Yonas Biru, PhD
December 27, 2022
I have written four articles on peace agreement proposals from November 21, 2020, to September 26, 2022. By and large these proposals are consistent with the agreement that the federal government and TPLF adopted.
There was one issue where my prediction missed the mark. That is the focus of this article. But first allow me to highlight what I got right because it is important to shed light on the lingering and wrongly predicted problem. In an article that appeared in the Ethiopian Reporter, stressed three points:
•“TPLF must honor the constitutional order and give the people of Ethiopia a chance to determine under what constitutional order they want to be governed.”
•“The Ethiopian government must agree to stop the war, suspend its drive to replace the government in Tigray, provided TPLF agrees to reinstate the legitimate former representatives. Finally, the Ethiopian government must drop its demand for the surrender of TPLF leaders.”
•“Any negotiation on the future constitutional governance of the country and border disputes between regions must be held between legitimately elected officials or a democratically established constitutional assembly, not by armed parties.”
I reiterated the same set of points on July 28, 2021, under the title “A Four Step Proposal for a Peaceful Resolution of the Conflict Between the Ethiopian Government and the Tigray Regional Government.” In addition to the three points noted in the November 2020 article, I stressed that “In the interest of ending the looming humanitarian crisis, the Federal government needs to withdraw its sanction on the TPLF as a terrorist organization.”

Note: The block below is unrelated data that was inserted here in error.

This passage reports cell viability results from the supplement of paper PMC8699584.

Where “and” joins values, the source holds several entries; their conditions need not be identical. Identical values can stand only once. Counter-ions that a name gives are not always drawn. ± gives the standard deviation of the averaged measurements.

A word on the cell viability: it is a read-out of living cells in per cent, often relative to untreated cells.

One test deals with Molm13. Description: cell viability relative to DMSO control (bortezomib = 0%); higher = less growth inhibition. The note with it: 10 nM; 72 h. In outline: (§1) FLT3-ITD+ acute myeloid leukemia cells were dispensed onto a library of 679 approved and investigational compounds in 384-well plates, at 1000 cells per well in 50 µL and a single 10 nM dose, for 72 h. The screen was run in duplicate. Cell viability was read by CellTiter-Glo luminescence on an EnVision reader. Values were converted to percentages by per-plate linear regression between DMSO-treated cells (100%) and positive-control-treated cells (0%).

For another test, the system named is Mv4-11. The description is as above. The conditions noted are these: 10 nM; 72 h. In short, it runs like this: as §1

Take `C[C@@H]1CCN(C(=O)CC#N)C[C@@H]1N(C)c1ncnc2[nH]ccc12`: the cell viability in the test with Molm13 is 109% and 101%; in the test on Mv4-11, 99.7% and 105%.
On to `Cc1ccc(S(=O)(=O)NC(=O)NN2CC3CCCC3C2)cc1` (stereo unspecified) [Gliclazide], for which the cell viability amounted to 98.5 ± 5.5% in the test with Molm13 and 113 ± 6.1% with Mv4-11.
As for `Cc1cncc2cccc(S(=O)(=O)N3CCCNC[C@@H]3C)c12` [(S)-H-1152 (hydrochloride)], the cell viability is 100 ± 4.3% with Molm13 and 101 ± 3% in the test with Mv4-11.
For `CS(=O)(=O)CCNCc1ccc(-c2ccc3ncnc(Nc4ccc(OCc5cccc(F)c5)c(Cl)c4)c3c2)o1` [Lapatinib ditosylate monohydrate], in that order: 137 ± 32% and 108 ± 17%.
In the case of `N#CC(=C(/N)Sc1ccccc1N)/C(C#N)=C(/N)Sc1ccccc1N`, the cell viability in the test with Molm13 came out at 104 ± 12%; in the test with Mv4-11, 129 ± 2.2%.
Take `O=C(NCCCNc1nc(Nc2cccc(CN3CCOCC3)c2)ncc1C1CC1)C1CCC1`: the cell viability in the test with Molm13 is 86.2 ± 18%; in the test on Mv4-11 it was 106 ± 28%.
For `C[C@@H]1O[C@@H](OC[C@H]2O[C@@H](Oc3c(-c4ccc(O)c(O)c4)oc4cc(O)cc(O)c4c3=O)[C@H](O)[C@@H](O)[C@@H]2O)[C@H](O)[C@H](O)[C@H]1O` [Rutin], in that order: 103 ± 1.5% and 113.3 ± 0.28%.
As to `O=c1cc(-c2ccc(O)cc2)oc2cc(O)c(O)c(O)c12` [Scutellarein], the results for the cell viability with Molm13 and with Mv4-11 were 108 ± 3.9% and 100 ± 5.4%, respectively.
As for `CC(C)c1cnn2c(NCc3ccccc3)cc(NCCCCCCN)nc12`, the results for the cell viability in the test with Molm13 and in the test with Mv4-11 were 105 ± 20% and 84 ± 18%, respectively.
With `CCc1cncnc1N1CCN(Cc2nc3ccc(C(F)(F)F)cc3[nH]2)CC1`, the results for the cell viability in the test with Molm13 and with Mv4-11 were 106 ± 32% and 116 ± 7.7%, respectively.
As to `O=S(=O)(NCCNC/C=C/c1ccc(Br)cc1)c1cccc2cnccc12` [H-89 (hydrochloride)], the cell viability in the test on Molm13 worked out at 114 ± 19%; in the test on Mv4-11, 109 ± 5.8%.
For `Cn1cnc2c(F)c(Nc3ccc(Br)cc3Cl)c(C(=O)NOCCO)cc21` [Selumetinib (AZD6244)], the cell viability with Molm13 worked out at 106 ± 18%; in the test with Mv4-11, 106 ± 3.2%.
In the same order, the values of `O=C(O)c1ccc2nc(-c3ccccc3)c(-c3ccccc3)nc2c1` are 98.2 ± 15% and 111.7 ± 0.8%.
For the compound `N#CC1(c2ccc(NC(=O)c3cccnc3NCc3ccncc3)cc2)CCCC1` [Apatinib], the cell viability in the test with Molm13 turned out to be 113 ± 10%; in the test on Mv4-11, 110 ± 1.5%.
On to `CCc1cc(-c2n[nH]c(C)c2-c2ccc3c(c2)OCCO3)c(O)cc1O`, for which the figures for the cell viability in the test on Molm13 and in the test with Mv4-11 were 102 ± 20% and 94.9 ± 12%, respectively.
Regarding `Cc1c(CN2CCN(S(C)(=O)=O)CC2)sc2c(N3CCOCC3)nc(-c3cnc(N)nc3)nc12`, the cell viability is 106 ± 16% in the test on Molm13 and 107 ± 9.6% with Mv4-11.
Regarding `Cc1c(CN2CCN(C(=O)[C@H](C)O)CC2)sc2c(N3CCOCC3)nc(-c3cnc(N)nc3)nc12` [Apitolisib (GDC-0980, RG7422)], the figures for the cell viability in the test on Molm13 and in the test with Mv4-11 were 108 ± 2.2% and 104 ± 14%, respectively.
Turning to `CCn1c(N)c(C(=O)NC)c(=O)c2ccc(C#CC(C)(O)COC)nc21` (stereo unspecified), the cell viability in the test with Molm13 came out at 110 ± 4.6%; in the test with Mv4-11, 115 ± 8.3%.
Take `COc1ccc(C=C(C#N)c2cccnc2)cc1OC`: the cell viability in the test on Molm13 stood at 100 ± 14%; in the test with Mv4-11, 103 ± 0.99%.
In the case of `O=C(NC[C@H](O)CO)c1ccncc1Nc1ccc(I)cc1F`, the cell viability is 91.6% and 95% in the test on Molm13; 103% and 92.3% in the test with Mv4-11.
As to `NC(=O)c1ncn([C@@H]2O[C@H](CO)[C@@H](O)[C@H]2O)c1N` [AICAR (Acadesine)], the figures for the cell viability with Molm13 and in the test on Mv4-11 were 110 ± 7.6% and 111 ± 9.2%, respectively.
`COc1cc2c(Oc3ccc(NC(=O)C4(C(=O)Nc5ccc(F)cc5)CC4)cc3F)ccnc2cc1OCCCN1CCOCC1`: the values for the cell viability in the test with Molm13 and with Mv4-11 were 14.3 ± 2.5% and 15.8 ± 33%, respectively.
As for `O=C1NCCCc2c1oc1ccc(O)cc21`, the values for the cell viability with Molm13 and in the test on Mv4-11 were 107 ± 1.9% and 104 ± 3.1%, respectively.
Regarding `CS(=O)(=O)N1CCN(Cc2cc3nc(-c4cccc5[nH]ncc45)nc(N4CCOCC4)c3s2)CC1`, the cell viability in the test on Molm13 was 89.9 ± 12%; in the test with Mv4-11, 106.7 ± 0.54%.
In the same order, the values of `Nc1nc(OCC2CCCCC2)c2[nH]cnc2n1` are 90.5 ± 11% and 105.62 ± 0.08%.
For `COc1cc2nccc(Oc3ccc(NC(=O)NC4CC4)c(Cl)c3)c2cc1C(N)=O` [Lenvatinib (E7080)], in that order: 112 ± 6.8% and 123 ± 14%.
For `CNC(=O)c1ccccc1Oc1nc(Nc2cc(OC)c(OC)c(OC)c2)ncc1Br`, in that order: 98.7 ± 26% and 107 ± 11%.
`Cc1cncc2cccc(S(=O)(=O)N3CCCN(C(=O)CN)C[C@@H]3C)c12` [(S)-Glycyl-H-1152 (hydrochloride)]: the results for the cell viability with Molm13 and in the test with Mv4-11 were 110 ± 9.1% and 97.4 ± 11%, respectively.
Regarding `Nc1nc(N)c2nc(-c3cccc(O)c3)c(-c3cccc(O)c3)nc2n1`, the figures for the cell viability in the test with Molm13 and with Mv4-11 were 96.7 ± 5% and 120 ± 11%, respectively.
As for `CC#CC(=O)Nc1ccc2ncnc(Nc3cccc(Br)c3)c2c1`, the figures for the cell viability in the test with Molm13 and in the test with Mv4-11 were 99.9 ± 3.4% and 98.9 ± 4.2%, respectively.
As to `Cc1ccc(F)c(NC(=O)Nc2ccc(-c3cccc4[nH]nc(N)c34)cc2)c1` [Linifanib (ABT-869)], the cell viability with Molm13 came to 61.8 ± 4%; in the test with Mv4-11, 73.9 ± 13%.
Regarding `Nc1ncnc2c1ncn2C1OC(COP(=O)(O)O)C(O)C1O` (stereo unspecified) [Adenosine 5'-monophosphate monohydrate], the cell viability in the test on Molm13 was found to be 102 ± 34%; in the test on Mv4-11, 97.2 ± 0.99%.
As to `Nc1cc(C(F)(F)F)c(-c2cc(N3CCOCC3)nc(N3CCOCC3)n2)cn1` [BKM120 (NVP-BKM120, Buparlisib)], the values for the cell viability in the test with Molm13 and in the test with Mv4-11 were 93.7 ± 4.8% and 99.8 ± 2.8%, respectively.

My last September 26, 2022, article titled “Peace in Ethiopia requires exiling TPLF leaders to a safe haven” appeared in Inside Policy Magazine in Canada. The article reemphasized exiling TPLF leaders, rescinding the terrorist designation of TPLF, and allowing the TPLF as a party to participate in the free and fair election and let the people of Tigray decide its fate.
I was confident that their own best interest would lead TPLF leaders to leave the country. This has not materialized and seems unlikely to materialize. The question now is: How can the Abiy administration handle it? This has various political implications on:
·The peace agreement
·OLF-Shene’s and its clones’ existential threat
·Amhara-Tigray border issues
·The Ethio-Eritrean relationship. Let us address them in turn.
How Far Will the Government Tolerate TPLF’s Violation of the Peace Agreement?
TPLF is violating both the letter and spirit of the peace agreement. To start with, it was supposed to relinquish the levers of power, but it has not. It is also using different pretexts to drag its foot regarding the disarmament agreement. In clear violation of the agreement, there is a visible strategy to resuscitate itself as the government of Tigray.